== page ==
Monday, July 25, 2011

Poppin' Fresh!

Completing our survey of Falls-adjacent flour mills, it's time for Pillsbury. Perhaps the most famous of the local milling names (thanks to the blandness of General Mills), the "A" mill has been in the news fairly recently after being named as one of the most endangered historic places. The mill was completed in 1881 and was the largest flour mill in the world for 40 years. It stopped operating in 2003 and has since been through the redevelopment wringer.

Unlike the Washburn A Mill, this one never exploded, although its design, by an architect rather than an engineer, had trouble standing up to the vibrations produced by its massive machinery, leaving the outer walls of the original mill building bowed out by 22 inches at the top.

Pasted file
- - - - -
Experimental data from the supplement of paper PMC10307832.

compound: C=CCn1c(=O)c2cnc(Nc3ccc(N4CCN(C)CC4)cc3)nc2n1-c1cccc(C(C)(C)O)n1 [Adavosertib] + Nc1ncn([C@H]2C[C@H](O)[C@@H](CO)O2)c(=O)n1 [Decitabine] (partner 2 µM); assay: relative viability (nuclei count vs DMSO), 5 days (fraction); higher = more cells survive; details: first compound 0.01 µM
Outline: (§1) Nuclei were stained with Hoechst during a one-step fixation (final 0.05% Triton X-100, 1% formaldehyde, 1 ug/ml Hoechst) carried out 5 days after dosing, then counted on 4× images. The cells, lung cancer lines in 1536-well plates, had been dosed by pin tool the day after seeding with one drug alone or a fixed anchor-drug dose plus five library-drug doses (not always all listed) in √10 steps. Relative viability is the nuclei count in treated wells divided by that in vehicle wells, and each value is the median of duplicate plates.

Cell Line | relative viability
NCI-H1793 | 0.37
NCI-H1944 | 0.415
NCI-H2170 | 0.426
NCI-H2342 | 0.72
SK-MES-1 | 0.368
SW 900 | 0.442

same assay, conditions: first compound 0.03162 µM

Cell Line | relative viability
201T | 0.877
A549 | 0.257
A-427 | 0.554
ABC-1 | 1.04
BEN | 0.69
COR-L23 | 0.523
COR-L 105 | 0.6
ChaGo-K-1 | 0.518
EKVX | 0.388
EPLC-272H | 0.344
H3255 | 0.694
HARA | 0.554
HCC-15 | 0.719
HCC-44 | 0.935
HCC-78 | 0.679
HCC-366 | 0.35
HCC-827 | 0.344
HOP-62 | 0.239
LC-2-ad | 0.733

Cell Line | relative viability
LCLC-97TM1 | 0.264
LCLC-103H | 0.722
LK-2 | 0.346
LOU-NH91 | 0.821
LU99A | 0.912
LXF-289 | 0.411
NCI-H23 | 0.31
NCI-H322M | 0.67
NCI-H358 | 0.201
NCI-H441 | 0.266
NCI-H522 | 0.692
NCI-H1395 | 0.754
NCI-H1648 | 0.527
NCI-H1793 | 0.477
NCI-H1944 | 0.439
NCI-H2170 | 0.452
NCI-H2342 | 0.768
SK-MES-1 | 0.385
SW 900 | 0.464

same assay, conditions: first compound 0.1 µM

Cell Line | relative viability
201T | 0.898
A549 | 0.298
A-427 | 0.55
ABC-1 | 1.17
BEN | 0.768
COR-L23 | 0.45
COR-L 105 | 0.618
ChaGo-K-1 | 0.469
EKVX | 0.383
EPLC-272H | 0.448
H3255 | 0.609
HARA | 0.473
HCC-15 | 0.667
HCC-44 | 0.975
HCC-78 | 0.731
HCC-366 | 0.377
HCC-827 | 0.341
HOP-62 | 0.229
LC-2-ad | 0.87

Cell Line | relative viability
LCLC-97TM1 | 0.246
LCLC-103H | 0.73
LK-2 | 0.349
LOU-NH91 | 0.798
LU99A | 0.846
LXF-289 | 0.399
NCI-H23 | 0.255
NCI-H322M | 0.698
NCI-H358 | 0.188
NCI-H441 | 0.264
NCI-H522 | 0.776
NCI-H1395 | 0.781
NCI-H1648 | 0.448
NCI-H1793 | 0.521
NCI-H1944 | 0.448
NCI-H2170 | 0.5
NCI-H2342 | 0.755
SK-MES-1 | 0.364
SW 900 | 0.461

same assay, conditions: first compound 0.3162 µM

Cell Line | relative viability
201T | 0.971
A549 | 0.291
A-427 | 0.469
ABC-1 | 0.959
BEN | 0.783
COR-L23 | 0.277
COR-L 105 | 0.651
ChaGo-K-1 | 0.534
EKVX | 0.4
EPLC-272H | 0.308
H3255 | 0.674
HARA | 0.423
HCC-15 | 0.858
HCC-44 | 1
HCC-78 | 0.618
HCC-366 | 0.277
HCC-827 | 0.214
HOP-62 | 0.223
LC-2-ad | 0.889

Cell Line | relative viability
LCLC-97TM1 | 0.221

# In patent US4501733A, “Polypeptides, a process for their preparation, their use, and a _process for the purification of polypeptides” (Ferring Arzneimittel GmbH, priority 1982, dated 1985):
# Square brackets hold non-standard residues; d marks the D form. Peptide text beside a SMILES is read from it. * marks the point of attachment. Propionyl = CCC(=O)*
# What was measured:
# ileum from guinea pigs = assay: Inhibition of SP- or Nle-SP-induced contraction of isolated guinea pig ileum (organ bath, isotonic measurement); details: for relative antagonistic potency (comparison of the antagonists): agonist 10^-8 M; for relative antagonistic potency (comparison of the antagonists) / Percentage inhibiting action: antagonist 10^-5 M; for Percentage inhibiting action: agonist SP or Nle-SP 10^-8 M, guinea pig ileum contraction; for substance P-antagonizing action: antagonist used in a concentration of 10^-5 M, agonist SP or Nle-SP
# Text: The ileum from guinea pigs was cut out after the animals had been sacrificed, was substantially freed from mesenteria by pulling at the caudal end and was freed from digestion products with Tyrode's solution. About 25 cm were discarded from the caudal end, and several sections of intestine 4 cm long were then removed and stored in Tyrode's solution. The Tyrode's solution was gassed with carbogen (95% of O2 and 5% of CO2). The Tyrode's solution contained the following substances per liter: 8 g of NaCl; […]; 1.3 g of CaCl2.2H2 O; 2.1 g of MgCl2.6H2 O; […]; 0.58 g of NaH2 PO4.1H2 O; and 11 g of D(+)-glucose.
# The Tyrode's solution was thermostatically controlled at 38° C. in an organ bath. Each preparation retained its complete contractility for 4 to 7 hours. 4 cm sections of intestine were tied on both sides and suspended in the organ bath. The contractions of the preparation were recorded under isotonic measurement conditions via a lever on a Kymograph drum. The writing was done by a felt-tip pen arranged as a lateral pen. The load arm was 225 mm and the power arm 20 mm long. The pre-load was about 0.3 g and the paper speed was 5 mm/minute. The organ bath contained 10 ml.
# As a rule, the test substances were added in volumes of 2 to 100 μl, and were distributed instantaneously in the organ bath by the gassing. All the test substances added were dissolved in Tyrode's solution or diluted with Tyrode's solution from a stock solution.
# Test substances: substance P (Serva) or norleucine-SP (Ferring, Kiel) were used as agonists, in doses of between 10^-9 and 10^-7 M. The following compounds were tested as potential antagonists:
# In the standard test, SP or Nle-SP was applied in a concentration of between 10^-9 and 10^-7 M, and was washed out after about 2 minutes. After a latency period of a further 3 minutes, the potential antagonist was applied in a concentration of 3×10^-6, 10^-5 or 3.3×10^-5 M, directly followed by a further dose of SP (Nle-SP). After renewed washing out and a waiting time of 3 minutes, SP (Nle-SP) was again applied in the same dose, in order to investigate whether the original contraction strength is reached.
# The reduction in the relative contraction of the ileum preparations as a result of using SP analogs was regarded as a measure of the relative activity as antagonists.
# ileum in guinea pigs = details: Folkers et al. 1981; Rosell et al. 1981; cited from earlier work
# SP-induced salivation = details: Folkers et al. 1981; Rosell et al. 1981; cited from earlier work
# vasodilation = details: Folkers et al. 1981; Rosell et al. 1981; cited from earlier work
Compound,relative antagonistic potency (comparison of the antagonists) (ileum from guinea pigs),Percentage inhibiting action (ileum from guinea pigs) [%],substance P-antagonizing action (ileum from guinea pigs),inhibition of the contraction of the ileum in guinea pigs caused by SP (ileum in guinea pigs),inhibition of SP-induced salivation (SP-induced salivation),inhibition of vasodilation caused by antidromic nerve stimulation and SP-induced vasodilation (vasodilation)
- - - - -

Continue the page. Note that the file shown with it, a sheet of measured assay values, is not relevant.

I took several pictures I thought were worth posting, but once I got a shot with the horse-drawn carriage out front, how couldn't I put it up top? It's vaguely reminiscent of the horse drawn carts in front of the mill in this 1884 postcard.

Not surprisingly, there are many old images available from the Historical Society. This one, showing a train preparing to leave from the center of the complex, makes me think that someone should do a comparison showing what things look like today. Hmm. Perhaps I have a new project idea.

Finally, I'd highlight this one, from around the turn of the 20th century, showing a smaller mill complex as well as the water flowing on the riverbank below the mill. If I was more familiar with mill terminology, I could probably describe it more accurately, but I'd bet the water there has already been through the waterwheels.

I'll leave you with one last shot, taken from across the river and showing the stone arch bridge and a bit more of the surrounding context:

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